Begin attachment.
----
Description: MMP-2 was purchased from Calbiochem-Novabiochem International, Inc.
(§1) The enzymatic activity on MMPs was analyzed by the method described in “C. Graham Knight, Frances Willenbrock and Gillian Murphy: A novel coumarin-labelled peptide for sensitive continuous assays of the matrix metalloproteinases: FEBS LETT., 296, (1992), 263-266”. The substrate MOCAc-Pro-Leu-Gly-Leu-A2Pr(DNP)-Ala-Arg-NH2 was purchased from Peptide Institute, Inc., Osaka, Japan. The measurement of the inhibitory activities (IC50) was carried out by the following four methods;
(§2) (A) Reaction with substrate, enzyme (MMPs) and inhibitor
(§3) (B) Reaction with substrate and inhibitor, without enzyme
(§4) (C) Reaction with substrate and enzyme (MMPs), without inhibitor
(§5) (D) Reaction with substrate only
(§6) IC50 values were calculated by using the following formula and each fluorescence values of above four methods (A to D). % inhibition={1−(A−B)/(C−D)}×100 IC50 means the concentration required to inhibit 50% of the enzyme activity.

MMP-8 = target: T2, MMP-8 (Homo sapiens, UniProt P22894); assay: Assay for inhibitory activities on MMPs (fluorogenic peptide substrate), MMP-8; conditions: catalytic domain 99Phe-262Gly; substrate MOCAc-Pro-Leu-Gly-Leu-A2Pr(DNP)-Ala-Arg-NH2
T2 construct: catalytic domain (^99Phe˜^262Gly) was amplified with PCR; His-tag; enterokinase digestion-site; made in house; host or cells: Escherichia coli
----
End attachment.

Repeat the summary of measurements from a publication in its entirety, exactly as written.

Description: MMP-2 was purchased from Calbiochem-Novabiochem International, Inc.
(§1) The enzymatic activity on MMPs was analyzed by the method described in “C. Graham Knight, Frances Willenbrock and Gillian Murphy: A novel coumarin-labelled peptide for sensitive continuous assays of the matrix metalloproteinases: FEBS LETT., 296, (1992), 263-266”. The substrate MOCAc-Pro-Leu-Gly-Leu-A2Pr(DNP)-Ala-Arg-NH2 was purchased from Peptide Institute, Inc., Osaka, Japan. The measurement of the inhibitory activities (IC50) was carried out by the following four methods;
(§2) (A) Reaction with substrate, enzyme (MMPs) and inhibitor
(§3) (B) Reaction with substrate and inhibitor, without enzyme
(§4) (C) Reaction with substrate and enzyme (MMPs), without inhibitor
(§5) (D) Reaction with substrate only
(§6) IC50 values were calculated by using the following formula and each fluorescence values of above four methods (A to D). % inhibition={1−(A−B)/(C−D)}×100 IC50 means the concentration required to inhibit 50% of the enzyme activity.

MMP-8 = target: T2, MMP-8 (Homo sapiens, UniProt P22894); assay: Assay for inhibitory activities on MMPs (fluorogenic peptide substrate), MMP-8; conditions: catalytic domain 99Phe-262Gly; substrate MOCAc-Pro-Leu-Gly-Leu-A2Pr(DNP)-Ala-Arg-NH2
T2 construct: catalytic domain (^99Phe˜^262Gly) was amplified with PCR; His-tag; enterokinase digestion-site; made in house; host or cells: Escherichia coli